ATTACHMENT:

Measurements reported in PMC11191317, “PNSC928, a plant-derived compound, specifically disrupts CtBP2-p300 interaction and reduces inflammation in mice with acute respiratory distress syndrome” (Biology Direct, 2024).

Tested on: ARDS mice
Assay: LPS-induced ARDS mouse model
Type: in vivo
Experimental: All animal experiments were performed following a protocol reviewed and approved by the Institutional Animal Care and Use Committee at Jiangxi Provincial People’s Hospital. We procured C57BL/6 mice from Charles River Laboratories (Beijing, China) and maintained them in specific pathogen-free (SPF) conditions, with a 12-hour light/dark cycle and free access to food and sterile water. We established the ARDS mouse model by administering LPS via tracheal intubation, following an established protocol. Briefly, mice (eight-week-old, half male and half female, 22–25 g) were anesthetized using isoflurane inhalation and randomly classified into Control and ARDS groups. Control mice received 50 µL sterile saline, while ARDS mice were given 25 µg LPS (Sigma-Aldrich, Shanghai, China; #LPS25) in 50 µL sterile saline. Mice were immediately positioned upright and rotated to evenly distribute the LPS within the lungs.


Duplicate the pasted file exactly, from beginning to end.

Measurements reported in PMC11191317, “PNSC928, a plant-derived compound, specifically disrupts CtBP2-p300 interaction and reduces inflammation in mice with acute respiratory distress syndrome” (Biology Direct, 2024).

Tested on: ARDS mice
Assay: LPS-induced ARDS mouse model
Type: in vivo
Experimental: All animal experiments were performed following a protocol reviewed and approved by the Institutional Animal Care and Use Committee at Jiangxi Provincial People’s Hospital. We procured C57BL/6 mice from Charles River Laboratories (Beijing, China) and maintained them in specific pathogen-free (SPF) conditions, with a 12-hour light/dark cycle and free access to food and sterile water. We established the ARDS mouse model by administering LPS via tracheal intubation, following an established protocol. Briefly, mice (eight-week-old, half male and half female, 22–25 g) were anesthetized using isoflurane inhalation and randomly classified into Control and ARDS groups. Control mice received 50 µL sterile saline, while ARDS mice were given 25 µg LPS (Sigma-Aldrich, Shanghai, China; #LPS25) in 50 µL sterile saline. Mice were immediately positioned upright and rotated to evenly distribute the LPS within the lungs.